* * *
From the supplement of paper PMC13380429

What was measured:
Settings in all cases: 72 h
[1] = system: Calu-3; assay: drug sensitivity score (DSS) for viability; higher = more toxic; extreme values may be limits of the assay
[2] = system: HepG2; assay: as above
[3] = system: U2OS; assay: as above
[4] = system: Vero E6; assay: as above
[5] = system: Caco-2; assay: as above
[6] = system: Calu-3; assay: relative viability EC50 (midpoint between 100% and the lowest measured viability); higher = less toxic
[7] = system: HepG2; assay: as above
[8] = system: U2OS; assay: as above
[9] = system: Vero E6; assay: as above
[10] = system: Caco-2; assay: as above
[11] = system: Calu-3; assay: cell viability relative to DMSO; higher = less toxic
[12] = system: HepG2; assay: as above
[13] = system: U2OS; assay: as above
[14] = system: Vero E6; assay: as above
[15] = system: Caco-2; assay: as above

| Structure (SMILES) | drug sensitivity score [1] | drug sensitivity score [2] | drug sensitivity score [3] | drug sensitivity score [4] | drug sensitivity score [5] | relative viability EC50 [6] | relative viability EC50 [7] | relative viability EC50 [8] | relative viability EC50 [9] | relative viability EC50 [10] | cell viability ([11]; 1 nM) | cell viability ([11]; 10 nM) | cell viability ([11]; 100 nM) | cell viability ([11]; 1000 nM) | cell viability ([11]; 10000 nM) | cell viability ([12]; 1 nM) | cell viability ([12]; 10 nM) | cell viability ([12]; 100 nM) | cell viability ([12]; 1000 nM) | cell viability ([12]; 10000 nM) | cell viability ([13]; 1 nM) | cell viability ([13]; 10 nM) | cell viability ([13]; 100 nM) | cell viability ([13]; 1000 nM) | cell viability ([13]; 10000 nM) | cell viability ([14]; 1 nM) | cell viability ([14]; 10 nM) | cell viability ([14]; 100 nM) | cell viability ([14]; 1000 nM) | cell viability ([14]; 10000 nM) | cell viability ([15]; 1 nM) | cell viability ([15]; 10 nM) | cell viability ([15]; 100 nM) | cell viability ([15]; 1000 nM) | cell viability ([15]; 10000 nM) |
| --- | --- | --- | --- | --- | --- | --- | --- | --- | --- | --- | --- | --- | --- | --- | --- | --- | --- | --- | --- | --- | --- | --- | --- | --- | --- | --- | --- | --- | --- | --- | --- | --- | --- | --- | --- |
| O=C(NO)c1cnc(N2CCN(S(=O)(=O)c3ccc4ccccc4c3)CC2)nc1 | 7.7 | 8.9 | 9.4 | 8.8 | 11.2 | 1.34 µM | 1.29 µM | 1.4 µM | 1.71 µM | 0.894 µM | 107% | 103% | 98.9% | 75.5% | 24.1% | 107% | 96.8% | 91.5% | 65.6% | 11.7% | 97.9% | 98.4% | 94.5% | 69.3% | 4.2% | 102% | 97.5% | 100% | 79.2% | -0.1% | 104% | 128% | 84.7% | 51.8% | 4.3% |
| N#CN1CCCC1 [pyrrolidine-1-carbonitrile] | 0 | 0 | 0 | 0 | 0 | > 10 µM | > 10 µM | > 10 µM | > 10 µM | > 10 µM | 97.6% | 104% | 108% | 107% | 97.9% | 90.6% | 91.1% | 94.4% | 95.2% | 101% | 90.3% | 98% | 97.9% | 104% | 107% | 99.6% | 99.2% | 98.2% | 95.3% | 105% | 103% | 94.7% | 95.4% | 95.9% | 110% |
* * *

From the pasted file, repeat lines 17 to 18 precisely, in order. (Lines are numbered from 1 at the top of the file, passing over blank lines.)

[14] = system: Vero E6; assay: as above
[15] = system: Caco-2; assay: as above